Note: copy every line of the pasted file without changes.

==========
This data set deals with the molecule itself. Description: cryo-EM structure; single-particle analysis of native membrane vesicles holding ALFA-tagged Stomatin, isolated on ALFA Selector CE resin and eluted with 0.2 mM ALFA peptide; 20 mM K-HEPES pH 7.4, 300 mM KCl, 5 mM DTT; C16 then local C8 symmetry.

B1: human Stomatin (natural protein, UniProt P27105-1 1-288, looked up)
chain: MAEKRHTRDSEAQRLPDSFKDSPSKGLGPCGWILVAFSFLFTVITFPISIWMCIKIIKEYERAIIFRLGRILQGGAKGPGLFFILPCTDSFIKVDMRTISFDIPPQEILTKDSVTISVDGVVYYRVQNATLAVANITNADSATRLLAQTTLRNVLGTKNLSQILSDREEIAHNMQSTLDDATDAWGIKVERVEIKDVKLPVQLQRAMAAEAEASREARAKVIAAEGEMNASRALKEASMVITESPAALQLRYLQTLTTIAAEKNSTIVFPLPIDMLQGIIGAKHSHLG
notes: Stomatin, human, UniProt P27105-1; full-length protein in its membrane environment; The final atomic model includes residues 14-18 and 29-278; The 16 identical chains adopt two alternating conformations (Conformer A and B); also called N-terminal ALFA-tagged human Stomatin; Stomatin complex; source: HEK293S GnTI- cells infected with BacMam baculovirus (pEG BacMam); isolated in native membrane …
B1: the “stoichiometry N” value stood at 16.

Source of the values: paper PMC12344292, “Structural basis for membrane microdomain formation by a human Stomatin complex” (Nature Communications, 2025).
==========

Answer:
This data set deals with the molecule itself. Description: cryo-EM structure; single-particle analysis of native membrane vesicles holding ALFA-tagged Stomatin, isolated on ALFA Selector CE resin and eluted with 0.2 mM ALFA peptide; 20 mM K-HEPES pH 7.4, 300 mM KCl, 5 mM DTT; C16 then local C8 symmetry.

B1: human Stomatin (natural protein, UniProt P27105-1 1-288, looked up)
chain: MAEKRHTRDSEAQRLPDSFKDSPSKGLGPCGWILVAFSFLFTVITFPISIWMCIKIIKEYERAIIFRLGRILQGGAKGPGLFFILPCTDSFIKVDMRTISFDIPPQEILTKDSVTISVDGVVYYRVQNATLAVANITNADSATRLLAQTTLRNVLGTKNLSQILSDREEIAHNMQSTLDDATDAWGIKVERVEIKDVKLPVQLQRAMAAEAEASREARAKVIAAEGEMNASRALKEASMVITESPAALQLRYLQTLTTIAAEKNSTIVFPLPIDMLQGIIGAKHSHLG
notes: Stomatin, human, UniProt P27105-1; full-length protein in its membrane environment; The final atomic model includes residues 14-18 and 29-278; The 16 identical chains adopt two alternating conformations (Conformer A and B); also called N-terminal ALFA-tagged human Stomatin; Stomatin complex; source: HEK293S GnTI- cells infected with BacMam baculovirus (pEG BacMam); isolated in native membrane …
B1: the “stoichiometry N” value stood at 16.

Source of the values: paper PMC12344292, “Structural basis for membrane microdomain formation by a human Stomatin complex” (Nature Communications, 2025).